On the morning of 24 September 2019, Lady Hale, aware that the eyes of the world would soon be upon her, elected to wear a little black crepe number by Goat. Ordinarily, the dress in question would have been adorned with a certain jet and diamanté spider brooch, but when she took it out of the wardrobe, this bit of bling was unaccountably missing. And so it was that when she came to deliver the judgment of the supreme court in the matter of the Queen’s prorogation of parliament on the advice of Boris Johnson, she did so while wearing a sparkly brooch, also in the shape of a spider, that cost £12 from Cards Galore.
As Brenda Hale, otherwise known as the Rt Hon the Baroness Hale of Richmond DBE, notes in her new memoir, what she was wearing that day “is not important”. What mattered was the court’s unanimous ruling that the prorogation was unlawful (as a consequence, the order for prorogation was quashed, and it was deemed “null, and of no legal effect”). But still, I don’t believe that we should discount it altogether. In the mind of the public, that now-famous brooch, a present from her husband, surely did good work in underlining the fact that, yes, it is indeed possible for a woman to rise through the ranks to one of the most important judicial roles in the land (she was then the supreme court’s president). It made its owner appear less grey than the other judges with whom she sat; suddenly, she was a person, rather than an outline. Would she have landed a publishing deal without it? Perhaps. But her book is called Spider Woman for good reason. People will pick it up who might otherwise have ignored it.
Hale may not, unlike Marvel Comics’ Spider-Woman, be able to kill her enemies with “venom blasts” from her hands, though you gather that from time to time men have been somewhat afraid of her. But the two do have a few things in common, among them superhuman strength, incredible stamina, and a resistance to certain poisons (down the years, Hale has proved herself, if not oblivious to the toxin of sexism, then able to survive, and even to thrive, in the face of it). Also like her namesake, she has always seen herself as an outsider. Growing up in Scorton in North Yorkshire, where her father was the head of the boys’ grammar school, she was both of the village, and slightly apart from it, marked out by her cleverness (“a swot and a goody-goody”). She was 13, she thinks, when some useful iron entered her soul. Her father having died suddenly, her mother had no choice but to dust herself down and begin her own teaching career all over again. Role models, Hale has always believed, are extremely important in life.
She studied law at Cambridge in the 60s, spurred in this direction by a passion for the constitutional battles of the 17th century. From there, after a stint at the Bar, she became an academic at Manchester University, where she remained for almost two decades. At this point, the reader begins to wonder how the prof will begin her rise ever upwards, but it turns out that she is also in possession of another, much under-rated superpower: patience. Hers is a long game. Hale insists that she suffered periodically from impostor syndrome, but I think it was more the case that, like so many women (and unlike so many men), she was only willing to take on roles for which she felt fully qualified. Either way, there was no stopping her once she was finally out of the blocks. In 1984, she became the youngest person to be appointed to the Law Commission. In 1994, she became a judge in the family division of the high court. In 1999, she was only the second woman to be appointed to the court of appeal. In 2004, she became a law lord. In 2013, she became the deputy president of the supreme court, rising to be its president in 2017.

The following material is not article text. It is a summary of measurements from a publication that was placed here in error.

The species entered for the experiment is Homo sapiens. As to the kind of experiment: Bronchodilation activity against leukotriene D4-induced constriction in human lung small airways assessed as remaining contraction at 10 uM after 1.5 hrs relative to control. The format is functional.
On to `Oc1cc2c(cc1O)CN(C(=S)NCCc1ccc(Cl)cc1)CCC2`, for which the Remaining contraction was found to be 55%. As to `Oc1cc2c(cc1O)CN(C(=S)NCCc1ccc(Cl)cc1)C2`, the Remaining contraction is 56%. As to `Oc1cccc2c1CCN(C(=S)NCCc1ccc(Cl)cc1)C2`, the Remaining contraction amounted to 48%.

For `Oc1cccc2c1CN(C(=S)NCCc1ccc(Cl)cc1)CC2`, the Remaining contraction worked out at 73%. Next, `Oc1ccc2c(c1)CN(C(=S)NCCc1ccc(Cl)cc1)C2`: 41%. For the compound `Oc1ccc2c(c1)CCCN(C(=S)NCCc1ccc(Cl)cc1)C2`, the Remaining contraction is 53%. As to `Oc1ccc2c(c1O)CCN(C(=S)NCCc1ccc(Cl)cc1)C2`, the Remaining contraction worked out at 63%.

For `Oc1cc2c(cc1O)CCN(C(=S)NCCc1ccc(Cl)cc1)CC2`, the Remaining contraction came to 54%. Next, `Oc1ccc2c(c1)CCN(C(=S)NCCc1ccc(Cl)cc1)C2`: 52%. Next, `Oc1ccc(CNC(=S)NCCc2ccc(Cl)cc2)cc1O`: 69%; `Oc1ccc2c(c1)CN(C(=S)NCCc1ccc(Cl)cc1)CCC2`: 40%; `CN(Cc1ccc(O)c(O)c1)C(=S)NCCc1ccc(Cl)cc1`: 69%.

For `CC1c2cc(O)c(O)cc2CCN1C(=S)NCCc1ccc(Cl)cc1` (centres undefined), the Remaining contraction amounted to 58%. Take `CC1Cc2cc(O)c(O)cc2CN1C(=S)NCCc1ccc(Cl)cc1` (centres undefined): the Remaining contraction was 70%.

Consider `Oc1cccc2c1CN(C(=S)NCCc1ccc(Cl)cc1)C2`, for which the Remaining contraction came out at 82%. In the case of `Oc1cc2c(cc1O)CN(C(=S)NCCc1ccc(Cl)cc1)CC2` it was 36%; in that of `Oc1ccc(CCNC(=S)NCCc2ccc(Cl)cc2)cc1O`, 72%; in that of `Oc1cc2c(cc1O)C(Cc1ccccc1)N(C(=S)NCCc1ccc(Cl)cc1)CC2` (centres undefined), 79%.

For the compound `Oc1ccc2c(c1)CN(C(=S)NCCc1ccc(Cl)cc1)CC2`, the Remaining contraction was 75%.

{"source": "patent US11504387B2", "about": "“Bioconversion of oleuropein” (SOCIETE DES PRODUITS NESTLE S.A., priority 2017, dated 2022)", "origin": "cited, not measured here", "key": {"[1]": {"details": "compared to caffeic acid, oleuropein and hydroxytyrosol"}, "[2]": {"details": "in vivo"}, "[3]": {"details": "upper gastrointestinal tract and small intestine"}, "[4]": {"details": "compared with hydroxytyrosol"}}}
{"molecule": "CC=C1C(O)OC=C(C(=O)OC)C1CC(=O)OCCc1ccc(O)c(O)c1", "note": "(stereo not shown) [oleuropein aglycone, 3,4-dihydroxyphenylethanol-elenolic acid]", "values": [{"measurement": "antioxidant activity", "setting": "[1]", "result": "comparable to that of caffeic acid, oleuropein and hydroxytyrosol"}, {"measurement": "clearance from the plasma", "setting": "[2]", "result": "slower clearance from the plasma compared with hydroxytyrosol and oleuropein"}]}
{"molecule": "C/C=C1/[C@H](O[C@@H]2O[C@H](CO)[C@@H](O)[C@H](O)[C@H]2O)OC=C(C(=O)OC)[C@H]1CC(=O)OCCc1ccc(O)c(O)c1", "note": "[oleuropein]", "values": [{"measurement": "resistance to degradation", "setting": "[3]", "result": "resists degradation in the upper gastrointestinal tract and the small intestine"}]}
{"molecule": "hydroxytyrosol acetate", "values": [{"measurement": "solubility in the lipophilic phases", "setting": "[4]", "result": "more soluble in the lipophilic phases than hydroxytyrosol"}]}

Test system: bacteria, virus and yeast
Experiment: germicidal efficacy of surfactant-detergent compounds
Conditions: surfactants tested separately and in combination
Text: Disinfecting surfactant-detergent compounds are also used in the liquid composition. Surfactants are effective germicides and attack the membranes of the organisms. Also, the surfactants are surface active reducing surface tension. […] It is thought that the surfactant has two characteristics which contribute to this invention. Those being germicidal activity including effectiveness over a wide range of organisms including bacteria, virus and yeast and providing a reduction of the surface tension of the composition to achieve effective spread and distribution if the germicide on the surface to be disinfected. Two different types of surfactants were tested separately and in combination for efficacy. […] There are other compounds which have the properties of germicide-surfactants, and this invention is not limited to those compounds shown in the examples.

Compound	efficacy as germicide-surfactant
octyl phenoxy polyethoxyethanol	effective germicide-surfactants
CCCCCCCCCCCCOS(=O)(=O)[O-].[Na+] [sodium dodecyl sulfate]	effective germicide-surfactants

Hale’s account of her career, though fluently written, is a strange mixture: sometimes exciting and sometimes dusty. Her accounts of her more groundbreaking cases are fascinating, and thanks to her feminism – not to mention the antediluvian attitudes of the men around her – I was always on her side (at the family division, she spent too much of her time, she felt, “oppressing women”). But there are many longueurs: endless descriptions of robes and wigs and titles; detailed explanations of the history and processes of our courts (strictly for aspiring law students, I felt); even, at one point, an example of a particularly thrilling question from a law exam.
And what about the rest of her life? What about love, loneliness, marriage and motherhood? Hale deals with her divorce in just one Pollyanna-ish sentence, and with the death of her second husband, Julian Farrand, in July 2020 (just months into her retirement), in only a very few more – an approach that had me swinging between gobsmacked admiration and utter bewilderment. If it’s quietly thrilling to read a woman who simply won’t indulge in mushy stuff – who deals in facts, not emotions – I was also, I must admit, frustrated. Can you work so hard, for so long, dealing all the while with barely concealed systemic prejudice, and still keep your heart half-open? In awe as I am of her achievements, this, for me, is the mystery that her book does not solve.
• This article was amended on 3 October 2021 to remove a line stating that Lady Hale sat with “10 male judges” for the supreme court prorogation hearing; in fact she sat with eight male and two female judges.
Spider Woman by Lady Hale is published by Bodley Head (£20). To support the Guardian and Observer order your copy at guardianbookshop.com. Delivery charges may apply